ABSTRACT: Gene expression signatures have proven to be useful tools in many cancers to identify distinct subtypes of disease based on molecular features that drive pathogenesis, and to aid in predicting clinical outcomes. However, there are no current signatures for kidney cancer that are applicable in a clinical setting. To generate a signature biomarker for the clear cell renal cell carcinoma (ccRCC) good risk (ccA) and poor risk (ccB) subtype classification that could be readily applied to clinical samples to develop an integrated model for biologically defined risk stratification. A set of 72 ccRCC sample standards was used to develop a 34-gene classifier (ClearCode34) for assigning ccRCC tumors to subtypes. The classifier was applied to RNA-sequencing data from 380 nonmetastatic ccRCC samples from the Cancer Genome Atlas (TCGA), and to 157 formalin-fixed clinical samples collected at the University of North Carolina. Kaplan-Meier analyses were performed on the individual cohorts to calculate recurrence-free survival (RFS), cancer-specific survival (CSS), and overall survival (OS). Training and test sets were randomly selected from the combined cohorts to assemble a risk prediction model for disease recurrence. The subtypes were significantly associated with RFS (p<0.01), CSS (p<0.01), and OS (p<0.01). Hazard ratios for subtype classification were similar to those of stage and grade in association with recurrence risk, and remained significant in multivariate analyses. An integrated molecular/clinical model for RFS to assign patients to risk groups was able to accurately predict CSS above established, clinical risk-prediction algorithms. The ClearCode34-based model provides prognostic stratification that improves upon established algorithms to assess risk for recurrence and death for nonmetastatic ccRCC patients. We developed a 34-gene subtype predictor to classify clear cell renal cell carcinoma tumors according to ccA or ccB subtypes and built a subtype-inclusive model to analyze patient survival outcomes.
    European Urology 02/2014; 66(1). DOI:10.1016/j.eururo.2014.02.035 · 12.48 Impact Factor
  • Source
    [Show abstract] [Hide abstract]
    ABSTRACT: Bone is one of the common sites of metastases from renal cell carcinoma (RCC), however the mechanism by which RCC preferentially metastasize to bone is poorly understood. Homing/retention of RCC cells to bone and subsequent proliferation are necessary steps for RCC cells to colonize bone. To explore possible mechanisms by which these processes occur, we used an in vivo metastasis model in which 786-O RCC cells were injected into SCID mice intracardially, and organotropic cell lines from bone, liver, and lymph node were selected. The expression of molecules affecting cell adhesion, angiogenesis, and osteolysis were then examined in these selected cells. Cadherin-11, a mesenchymal cadherin mainly expressed in osteoblasts, was significantly increased on the cell surface in bone metastasis-derived 786-O cells (Bo-786-O) compared to parental, liver, or lymph node-derived cells. In contrast, the homing receptor CXCR4 was equivalently expressed in cells derived from all organs. No significant difference was observed in the expression of angiogenic factors, including HIF-1α, VEGF, angiopoeitin-1, Tie2, c-MET, and osteolytic factors, including PTHrP, IL-6 and RANKL. While the parental and Bo-786-O cells have similar proliferation rates, Bo-786-O cells showed an increase in migration compared to the parental 786-O cells. Knockdown of Cadherin-11 using shRNA reduced the rate of migration in Bo-786-O cells, suggesting that Cadherin-11 contributes to the increased migration observed in bone-derived cells. Immunohistochemical analysis of cadherin-11 expression in a human renal carcinoma tissue array showed that the number of human specimens with positive cadherin-11 activity was significantly higher in tumors that metastasized to bone than that in primary tumors. Together, these results suggest that Cadherin-11 may play a role in RCC bone metastasis.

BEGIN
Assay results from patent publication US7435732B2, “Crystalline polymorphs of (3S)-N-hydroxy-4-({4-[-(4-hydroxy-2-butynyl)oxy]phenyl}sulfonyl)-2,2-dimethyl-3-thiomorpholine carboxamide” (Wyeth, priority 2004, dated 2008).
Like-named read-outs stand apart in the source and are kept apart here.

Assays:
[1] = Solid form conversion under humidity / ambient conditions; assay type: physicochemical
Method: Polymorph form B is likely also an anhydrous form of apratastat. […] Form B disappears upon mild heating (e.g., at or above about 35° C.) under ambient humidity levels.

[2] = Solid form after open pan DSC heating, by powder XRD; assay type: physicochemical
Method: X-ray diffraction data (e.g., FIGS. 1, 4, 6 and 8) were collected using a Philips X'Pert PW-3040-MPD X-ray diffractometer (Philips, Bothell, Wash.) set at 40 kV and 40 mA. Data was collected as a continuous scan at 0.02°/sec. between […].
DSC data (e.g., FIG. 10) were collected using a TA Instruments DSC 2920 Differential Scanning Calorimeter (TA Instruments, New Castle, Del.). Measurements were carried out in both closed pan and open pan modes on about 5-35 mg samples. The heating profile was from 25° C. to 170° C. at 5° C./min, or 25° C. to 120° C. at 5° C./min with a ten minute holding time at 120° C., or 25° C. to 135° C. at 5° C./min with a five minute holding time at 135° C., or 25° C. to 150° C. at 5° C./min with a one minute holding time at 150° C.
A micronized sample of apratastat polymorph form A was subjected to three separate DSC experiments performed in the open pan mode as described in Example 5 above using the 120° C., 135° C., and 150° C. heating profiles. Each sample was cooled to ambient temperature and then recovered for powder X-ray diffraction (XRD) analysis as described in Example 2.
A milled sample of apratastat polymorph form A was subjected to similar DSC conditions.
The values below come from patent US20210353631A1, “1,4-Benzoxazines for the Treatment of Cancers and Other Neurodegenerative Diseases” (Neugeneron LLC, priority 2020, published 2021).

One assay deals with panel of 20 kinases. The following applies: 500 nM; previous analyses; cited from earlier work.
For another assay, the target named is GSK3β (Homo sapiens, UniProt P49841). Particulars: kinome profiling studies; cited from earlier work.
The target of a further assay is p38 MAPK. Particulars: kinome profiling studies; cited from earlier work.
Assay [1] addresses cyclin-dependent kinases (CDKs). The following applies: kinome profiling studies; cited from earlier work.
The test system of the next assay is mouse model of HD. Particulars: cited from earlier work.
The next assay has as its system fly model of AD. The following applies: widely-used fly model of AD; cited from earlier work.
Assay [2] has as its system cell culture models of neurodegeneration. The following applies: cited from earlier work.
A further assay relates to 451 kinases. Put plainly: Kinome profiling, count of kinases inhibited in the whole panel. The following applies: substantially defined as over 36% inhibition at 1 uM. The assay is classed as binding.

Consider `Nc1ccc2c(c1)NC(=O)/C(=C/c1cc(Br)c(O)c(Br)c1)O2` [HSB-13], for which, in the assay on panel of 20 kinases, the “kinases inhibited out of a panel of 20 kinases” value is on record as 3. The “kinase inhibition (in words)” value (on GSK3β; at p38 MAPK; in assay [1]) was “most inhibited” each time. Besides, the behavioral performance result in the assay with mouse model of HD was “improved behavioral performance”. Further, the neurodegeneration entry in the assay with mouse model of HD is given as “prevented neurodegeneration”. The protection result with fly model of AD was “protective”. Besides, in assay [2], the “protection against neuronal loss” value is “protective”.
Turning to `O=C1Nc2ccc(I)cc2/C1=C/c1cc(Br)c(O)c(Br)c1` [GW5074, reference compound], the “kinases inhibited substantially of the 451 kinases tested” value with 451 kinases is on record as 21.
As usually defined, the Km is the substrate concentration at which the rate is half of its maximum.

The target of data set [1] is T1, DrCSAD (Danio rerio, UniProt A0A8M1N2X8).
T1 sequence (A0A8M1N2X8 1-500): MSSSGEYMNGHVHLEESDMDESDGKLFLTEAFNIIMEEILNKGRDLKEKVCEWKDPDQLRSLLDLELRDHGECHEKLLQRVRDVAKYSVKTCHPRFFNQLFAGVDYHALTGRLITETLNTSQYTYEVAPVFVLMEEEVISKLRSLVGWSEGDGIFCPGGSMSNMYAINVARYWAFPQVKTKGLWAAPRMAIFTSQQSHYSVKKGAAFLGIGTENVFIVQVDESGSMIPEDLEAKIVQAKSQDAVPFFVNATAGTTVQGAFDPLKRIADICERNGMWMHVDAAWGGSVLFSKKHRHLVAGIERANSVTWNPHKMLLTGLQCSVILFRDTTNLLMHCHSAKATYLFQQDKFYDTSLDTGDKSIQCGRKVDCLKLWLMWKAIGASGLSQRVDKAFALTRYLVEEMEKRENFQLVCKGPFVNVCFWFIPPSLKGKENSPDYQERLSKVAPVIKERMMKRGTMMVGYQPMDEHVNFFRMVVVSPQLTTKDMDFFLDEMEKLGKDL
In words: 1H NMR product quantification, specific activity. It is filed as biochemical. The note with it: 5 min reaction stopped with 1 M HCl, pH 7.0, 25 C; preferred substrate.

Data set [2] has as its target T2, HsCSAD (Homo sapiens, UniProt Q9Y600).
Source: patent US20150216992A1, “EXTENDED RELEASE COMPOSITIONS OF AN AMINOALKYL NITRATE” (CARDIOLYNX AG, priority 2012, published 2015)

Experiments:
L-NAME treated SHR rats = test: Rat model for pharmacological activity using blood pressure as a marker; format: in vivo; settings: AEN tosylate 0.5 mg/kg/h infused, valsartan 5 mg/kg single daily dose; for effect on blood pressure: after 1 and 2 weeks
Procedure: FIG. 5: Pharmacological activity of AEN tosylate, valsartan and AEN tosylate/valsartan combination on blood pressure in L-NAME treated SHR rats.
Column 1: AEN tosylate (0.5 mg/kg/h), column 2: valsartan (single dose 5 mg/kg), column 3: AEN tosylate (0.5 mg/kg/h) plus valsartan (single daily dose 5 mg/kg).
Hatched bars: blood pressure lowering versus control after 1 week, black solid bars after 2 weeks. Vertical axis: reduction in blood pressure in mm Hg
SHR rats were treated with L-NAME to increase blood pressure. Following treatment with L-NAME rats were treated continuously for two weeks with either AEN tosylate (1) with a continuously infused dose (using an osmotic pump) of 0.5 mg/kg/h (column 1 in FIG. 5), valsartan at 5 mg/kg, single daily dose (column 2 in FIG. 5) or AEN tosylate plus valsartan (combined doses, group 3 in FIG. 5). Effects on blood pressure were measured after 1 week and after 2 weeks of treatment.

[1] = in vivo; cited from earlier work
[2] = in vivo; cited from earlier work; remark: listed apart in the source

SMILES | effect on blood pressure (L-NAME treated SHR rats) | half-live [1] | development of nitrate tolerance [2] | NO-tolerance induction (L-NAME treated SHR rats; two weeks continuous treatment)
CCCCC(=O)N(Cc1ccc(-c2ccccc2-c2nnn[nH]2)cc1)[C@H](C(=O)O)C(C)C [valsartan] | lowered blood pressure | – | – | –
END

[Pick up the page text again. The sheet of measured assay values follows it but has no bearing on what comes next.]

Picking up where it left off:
PLoS ONE 02/2014; 9(2):e89880. DOI:10.1371/journal.pone.0089880 · 3.53 Impact Factor

Publication Stats

4k Citations
693.15 Total Impact Points

Institutions

  • 2000–2015
    • University of Texas MD Anderson Cancer Center
      • • Department of Pathology
      • • Department of Urology
      Houston, Texas, United States
  • 2014
    • University of Otago
      Taieri, Otago, New Zealand
  • 2013
    • University of Texas Health Science Center at Houston
      Houston, Texas, United States
  • 2008
    • Cedars-Sinai Medical Center
      • Cedars Sinai Medical Center
      Los Angeles, CA, United States
  • 2005–2007
    • University of Houston
      Houston, Texas, United States
  • 1999–2005
    • Emory University
      • Department of Pathology and Laboratory Medicine
      Atlanta, Georgia, United States
  • 2002
    • University of Wales
      Cardiff, Wales, United Kingdom
  • 1999–2002
    • Henry Ford Hospital
      • Surgery
      Detroit, Michigan, United States